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Jocelyn Vega, Class of 2017


Cornell University, Class of 2017

Air Force Academy High School


Jocelyn Vega embodies leadership and grace. A native of the McKinley Park neighborhood on the southwest side of Chicago, Jocelyn grew up in a strong, working class, Latino family. Like many first-generation, low-income students, her entire life she has had to overcome numerous obstacles that have challenged her ability to attend college—her realizing her own potential as a high-achieving, low-income student being one of the biggest hurdles she has had to face thus far. For so long, she constantly had people in her life telling her that she would never be good enough, and that students like her don’t get to go to college; this making it even harder for her to have confidence in herself and her abilities.

“Chicago Scholars was my only safe space in Chicago because of its supportive atmosphere.” Along with the endless workshops and counseling sessions Chicago Scholars offers, Jocelyn says the ability to just talk to anyone in the office whenever she was feeling overwhelmed or anxious was one of the most valuable resources Chicago Scholars provided her with.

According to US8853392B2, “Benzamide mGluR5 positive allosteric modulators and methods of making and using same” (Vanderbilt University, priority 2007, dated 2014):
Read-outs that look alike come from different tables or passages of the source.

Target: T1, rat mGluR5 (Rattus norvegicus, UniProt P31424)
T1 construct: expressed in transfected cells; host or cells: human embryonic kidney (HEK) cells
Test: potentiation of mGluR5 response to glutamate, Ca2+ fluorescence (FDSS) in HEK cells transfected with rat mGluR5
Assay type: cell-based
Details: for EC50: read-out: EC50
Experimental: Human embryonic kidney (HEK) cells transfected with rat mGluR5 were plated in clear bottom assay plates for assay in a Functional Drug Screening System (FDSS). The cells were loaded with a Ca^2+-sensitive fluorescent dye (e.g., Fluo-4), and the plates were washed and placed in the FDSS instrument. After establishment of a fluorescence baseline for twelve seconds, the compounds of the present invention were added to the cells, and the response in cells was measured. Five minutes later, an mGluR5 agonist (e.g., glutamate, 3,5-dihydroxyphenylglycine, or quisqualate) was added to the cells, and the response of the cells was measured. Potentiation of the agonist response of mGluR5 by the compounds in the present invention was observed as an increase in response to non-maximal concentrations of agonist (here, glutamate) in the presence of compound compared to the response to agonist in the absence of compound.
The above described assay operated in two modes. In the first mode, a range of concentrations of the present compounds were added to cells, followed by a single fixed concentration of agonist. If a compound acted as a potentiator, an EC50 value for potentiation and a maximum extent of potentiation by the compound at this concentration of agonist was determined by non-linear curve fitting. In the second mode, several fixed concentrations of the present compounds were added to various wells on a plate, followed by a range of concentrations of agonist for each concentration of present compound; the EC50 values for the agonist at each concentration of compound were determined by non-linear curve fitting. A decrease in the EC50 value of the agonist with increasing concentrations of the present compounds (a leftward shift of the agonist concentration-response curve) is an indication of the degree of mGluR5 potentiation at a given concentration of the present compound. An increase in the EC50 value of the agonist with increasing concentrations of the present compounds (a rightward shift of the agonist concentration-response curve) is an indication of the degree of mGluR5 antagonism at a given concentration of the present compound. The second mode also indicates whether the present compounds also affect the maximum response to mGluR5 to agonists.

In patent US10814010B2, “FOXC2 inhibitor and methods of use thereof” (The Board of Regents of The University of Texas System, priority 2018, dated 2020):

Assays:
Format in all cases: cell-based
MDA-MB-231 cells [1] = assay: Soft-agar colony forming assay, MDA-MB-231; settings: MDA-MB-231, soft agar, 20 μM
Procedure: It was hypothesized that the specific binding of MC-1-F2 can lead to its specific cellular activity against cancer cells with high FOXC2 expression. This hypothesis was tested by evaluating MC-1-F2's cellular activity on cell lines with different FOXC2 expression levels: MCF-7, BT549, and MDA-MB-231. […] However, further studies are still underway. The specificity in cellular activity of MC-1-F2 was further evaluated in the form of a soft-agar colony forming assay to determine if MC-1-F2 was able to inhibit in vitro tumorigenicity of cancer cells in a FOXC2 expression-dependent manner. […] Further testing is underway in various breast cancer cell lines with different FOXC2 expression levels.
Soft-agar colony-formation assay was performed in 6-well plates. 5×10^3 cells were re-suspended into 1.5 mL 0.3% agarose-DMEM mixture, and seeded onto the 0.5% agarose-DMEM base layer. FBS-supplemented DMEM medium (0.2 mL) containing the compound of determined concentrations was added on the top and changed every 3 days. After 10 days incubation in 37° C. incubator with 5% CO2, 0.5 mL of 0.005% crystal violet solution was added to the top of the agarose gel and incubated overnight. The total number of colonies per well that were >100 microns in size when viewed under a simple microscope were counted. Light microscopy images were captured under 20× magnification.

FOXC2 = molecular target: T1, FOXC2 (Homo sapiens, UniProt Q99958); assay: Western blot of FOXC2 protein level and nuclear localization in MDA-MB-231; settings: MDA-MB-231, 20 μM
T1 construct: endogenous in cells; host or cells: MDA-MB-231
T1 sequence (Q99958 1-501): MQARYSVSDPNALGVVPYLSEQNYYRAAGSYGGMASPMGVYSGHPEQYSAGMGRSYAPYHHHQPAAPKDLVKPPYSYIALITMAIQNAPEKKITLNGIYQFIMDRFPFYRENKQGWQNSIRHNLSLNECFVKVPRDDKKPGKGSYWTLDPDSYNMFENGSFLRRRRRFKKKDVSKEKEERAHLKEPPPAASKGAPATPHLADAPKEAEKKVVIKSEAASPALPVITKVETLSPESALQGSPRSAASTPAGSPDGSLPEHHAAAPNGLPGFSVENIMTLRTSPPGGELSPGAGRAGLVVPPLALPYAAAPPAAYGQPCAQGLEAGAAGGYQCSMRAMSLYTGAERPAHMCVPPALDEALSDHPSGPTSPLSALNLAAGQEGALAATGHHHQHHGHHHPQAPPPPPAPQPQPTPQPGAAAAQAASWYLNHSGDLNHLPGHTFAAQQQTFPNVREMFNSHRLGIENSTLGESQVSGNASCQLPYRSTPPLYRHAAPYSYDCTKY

At Cornell University, Jocelyn is majoring in Government and Sociology, and is balancing three minors. This summer she will be interning for the Exoneration Project of Chicago and will be in Ghana working as a student teacher for the UN NGO Voices of African Mothers from July until August 2015. Her goal is to continue her higher education so that she can research and engage in social change, domestically and internationally.

She encourages current high school juniors to take time to reflect on their experiences, values, and communities to first understand the person that they are to then determine which college is best for them. Jocelyn admits that she struggled being the first in her family to graduate and attend college, but with Chicago Scholars, she soon realized that she was never alone throughout the process. Now, she happily states that she has all the confidence she needs to tackle the world, and it is all thanks to Chicago Scholars.